Ramakoti's parents were shattered when their son was first diagnosed with cancer
Ramakoti with his mother and older brother Gopal
All cancer patients need to keep getting follow up tests to measure relapse. Ramakoti had just finished four years of being cancer free. One more year and he could breathe easy – because he had heard that the chances of relapse become smaller after that.
“After he got better, he became his normal self again. He was always a strong and quiet person. The one year of chemotherapy really made him very wise at a very young age. He had completely recovered – regained weight, grown back his hair and grew tall. We thought it was over,” says Gopal, Ramakoti's older brother.
Despite doing everything right, Ramakoti's cancer relapsed
Gopal is still studying and he's hoping to find a job soon that will help with Ramakoti's treatment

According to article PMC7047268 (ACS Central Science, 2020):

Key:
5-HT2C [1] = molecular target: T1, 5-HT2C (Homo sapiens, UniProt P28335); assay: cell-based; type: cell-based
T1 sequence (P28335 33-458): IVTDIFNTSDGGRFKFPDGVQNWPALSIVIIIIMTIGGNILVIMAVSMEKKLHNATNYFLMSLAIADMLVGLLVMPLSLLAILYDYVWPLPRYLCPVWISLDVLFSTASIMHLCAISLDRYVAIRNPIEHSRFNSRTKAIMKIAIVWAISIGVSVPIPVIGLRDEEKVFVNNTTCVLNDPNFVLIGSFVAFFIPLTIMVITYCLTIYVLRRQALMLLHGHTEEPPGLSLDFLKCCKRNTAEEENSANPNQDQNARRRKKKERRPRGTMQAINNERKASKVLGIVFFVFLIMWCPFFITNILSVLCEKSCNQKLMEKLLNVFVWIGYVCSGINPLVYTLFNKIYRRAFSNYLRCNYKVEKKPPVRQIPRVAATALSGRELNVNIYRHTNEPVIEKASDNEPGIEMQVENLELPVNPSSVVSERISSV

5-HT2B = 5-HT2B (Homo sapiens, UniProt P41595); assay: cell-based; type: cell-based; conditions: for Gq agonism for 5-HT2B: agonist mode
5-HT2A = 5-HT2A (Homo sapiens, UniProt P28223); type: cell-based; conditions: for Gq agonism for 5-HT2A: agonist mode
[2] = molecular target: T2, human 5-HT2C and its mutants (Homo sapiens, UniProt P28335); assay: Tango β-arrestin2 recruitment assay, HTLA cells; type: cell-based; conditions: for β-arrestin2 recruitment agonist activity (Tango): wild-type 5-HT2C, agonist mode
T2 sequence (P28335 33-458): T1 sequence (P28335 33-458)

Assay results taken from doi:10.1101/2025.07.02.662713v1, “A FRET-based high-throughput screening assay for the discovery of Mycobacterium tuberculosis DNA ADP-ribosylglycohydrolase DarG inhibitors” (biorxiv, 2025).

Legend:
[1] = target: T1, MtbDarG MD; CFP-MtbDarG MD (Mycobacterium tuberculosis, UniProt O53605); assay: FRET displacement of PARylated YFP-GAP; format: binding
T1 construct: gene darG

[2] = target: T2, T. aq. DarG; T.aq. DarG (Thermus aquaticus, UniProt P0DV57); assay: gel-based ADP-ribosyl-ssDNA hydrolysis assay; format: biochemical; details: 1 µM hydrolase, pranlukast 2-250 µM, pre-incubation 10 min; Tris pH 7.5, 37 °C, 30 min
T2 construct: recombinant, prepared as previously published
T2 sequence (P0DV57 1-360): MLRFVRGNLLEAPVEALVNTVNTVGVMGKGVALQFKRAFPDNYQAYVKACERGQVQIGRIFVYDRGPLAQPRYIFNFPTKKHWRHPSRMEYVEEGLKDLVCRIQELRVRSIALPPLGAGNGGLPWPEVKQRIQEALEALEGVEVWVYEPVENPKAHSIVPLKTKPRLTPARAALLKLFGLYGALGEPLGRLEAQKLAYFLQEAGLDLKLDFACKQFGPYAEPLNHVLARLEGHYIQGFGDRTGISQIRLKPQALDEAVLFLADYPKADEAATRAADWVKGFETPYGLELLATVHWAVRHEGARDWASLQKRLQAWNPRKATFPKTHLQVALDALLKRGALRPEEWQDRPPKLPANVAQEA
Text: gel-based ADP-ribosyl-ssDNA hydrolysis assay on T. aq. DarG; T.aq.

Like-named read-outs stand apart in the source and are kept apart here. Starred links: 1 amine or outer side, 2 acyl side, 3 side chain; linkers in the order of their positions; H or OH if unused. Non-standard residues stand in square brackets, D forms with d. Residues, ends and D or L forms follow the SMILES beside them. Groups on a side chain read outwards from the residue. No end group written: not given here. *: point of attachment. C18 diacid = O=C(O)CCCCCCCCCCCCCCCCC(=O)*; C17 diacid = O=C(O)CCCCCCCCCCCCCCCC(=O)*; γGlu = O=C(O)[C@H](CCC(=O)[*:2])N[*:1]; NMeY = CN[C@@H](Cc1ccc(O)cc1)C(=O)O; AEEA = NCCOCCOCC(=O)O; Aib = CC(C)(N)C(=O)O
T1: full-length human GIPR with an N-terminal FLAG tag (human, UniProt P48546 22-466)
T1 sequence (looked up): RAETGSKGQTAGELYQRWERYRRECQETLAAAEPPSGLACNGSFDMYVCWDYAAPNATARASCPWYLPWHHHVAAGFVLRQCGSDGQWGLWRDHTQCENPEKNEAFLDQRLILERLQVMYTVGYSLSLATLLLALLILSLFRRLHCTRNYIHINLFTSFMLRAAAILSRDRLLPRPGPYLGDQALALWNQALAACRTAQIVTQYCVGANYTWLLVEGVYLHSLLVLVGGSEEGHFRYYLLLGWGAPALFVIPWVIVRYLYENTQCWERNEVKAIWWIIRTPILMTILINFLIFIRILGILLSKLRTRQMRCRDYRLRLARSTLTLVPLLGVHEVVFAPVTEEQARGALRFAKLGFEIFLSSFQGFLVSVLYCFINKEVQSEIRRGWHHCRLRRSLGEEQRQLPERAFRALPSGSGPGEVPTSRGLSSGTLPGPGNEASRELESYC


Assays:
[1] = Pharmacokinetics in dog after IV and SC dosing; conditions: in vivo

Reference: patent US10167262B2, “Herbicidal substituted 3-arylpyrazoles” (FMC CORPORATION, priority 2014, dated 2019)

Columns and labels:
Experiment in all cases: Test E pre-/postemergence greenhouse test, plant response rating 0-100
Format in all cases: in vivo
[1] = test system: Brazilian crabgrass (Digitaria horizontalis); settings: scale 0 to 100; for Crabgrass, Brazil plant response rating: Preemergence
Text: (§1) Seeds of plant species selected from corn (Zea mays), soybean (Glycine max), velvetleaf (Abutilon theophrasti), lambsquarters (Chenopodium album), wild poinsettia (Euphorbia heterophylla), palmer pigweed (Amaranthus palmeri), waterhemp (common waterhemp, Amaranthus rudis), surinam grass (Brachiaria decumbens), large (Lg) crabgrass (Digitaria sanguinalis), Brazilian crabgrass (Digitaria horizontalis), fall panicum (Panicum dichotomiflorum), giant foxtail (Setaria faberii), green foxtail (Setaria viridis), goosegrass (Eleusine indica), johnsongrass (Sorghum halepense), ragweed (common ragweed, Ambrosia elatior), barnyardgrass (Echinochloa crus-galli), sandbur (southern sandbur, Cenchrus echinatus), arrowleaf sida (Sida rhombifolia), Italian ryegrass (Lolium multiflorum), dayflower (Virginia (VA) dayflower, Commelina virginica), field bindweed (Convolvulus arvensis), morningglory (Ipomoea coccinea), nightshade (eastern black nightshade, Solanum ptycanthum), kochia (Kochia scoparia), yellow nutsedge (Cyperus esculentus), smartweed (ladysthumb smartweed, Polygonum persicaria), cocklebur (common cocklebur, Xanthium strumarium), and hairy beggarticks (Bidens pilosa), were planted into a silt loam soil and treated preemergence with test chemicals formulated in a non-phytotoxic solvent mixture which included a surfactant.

“He is very calm and does everything the doctors ask him to do. Even now, the rest of us are worried sick because chemotherapy is not enough and he needs a bone-marrow transplant. But he continues to remain calm,” Gopal explains.
This is Ramakoti's last chance of beating cancer and getting better
“My husband earns Rs 200 per day. How we will arrange for 20 lakhs is something we don't know. We want to do everything we can to save our son, but we lie awake every night thinking of how we can arrange for treatment and what will happen if we can't,” explains Ramakoti's mother.